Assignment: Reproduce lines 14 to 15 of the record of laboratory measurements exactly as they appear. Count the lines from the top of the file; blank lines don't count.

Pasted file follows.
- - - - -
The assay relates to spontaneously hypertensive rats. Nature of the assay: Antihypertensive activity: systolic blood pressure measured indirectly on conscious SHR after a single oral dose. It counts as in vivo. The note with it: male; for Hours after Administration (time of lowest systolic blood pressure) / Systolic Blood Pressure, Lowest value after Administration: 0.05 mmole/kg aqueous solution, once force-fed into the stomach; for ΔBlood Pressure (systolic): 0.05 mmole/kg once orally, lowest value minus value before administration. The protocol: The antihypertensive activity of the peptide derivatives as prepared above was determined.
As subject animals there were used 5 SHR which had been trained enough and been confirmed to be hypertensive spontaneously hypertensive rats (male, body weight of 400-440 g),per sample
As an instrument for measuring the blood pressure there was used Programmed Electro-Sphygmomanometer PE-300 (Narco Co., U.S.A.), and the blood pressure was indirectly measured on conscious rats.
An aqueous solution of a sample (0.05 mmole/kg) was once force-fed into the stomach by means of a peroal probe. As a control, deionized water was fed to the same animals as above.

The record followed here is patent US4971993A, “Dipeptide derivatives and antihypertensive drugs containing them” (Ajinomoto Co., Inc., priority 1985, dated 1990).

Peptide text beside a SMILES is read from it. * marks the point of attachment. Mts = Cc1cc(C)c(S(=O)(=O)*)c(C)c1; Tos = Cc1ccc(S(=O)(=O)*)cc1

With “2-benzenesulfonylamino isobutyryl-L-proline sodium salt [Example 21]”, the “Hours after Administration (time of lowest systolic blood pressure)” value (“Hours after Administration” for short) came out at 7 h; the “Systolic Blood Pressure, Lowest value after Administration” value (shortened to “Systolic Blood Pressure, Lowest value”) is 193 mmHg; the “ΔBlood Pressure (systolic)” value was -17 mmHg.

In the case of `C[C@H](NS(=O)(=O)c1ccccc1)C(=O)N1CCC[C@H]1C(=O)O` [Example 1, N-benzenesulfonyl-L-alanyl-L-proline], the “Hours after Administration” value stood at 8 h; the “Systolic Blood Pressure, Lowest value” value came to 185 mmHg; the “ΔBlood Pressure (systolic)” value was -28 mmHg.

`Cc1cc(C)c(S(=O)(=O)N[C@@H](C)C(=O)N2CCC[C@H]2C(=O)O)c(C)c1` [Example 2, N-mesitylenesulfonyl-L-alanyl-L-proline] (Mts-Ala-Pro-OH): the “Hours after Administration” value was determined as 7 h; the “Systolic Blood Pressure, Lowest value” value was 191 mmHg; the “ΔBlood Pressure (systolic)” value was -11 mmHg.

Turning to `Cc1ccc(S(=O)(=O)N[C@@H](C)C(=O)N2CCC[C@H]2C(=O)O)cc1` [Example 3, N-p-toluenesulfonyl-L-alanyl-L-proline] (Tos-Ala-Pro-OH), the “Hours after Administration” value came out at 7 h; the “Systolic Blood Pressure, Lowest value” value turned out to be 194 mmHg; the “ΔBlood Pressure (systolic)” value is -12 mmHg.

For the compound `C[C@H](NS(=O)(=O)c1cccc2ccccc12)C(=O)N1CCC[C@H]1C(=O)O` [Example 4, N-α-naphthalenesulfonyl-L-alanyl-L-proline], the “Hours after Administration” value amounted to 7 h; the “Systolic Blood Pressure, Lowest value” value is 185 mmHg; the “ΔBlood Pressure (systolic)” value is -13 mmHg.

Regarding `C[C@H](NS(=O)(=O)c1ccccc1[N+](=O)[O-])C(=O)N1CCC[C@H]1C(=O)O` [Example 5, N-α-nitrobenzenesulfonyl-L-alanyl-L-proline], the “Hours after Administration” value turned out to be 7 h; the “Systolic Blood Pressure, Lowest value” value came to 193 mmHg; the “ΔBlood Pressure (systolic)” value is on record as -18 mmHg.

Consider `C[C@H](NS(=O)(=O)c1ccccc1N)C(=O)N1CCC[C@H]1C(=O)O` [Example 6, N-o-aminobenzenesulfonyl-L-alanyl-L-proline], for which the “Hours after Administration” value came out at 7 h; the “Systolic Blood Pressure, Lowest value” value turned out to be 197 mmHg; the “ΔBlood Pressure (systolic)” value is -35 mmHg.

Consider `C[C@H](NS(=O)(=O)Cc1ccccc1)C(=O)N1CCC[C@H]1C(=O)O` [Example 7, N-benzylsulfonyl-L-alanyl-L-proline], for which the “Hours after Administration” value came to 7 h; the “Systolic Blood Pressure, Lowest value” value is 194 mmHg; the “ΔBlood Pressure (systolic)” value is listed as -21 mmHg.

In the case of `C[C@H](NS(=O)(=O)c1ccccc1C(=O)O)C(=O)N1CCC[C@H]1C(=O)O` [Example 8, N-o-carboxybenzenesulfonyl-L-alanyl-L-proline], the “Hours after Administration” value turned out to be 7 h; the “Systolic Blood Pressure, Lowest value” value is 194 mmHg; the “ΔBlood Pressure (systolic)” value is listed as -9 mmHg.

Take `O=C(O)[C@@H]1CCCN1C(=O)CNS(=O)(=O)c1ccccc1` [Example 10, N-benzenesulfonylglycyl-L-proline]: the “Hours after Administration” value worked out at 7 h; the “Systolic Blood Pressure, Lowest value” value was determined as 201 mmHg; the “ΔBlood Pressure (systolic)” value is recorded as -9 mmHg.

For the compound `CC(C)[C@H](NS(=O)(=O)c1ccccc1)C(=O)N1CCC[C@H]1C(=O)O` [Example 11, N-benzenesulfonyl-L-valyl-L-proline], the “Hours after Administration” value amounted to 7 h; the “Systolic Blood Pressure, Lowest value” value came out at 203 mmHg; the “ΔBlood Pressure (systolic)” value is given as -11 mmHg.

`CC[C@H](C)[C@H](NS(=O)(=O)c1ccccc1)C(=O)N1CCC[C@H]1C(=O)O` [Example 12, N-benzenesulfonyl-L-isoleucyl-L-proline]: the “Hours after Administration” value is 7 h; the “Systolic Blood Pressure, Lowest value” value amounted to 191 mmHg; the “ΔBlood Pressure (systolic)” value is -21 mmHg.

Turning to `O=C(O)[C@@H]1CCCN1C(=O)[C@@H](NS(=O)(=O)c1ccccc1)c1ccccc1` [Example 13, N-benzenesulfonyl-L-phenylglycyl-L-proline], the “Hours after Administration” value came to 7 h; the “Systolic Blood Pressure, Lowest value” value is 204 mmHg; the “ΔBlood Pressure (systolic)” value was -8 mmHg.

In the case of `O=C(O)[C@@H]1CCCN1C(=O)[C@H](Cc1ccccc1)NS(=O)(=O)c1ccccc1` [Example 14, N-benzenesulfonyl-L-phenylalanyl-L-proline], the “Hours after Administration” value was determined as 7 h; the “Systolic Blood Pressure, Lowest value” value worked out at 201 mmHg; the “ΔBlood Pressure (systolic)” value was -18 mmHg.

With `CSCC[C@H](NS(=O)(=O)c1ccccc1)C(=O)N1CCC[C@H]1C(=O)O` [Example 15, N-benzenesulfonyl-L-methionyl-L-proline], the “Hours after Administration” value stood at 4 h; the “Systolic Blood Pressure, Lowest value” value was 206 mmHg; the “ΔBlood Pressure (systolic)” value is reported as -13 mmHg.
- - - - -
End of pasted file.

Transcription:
Consider `C[C@H](NS(=O)(=O)Cc1ccccc1)C(=O)N1CCC[C@H]1C(=O)O` [Example 7, N-benzylsulfonyl-L-alanyl-L-proline], for which the “Hours after Administration” value came to 7 h; the “Systolic Blood Pressure, Lowest value” value is 194 mmHg; the “ΔBlood Pressure (systolic)” value is listed as -21 mmHg.

In the case of `C[C@H](NS(=O)(=O)c1ccccc1C(=O)O)C(=O)N1CCC[C@H]1C(=O)O` [Example 8, N-o-carboxybenzenesulfonyl-L-alanyl-L-proline], the “Hours after Administration” value turned out to be 7 h; the “Systolic Blood Pressure, Lowest value” value is 194 mmHg; the “ΔBlood Pressure (systolic)” value is listed as -9 mmHg.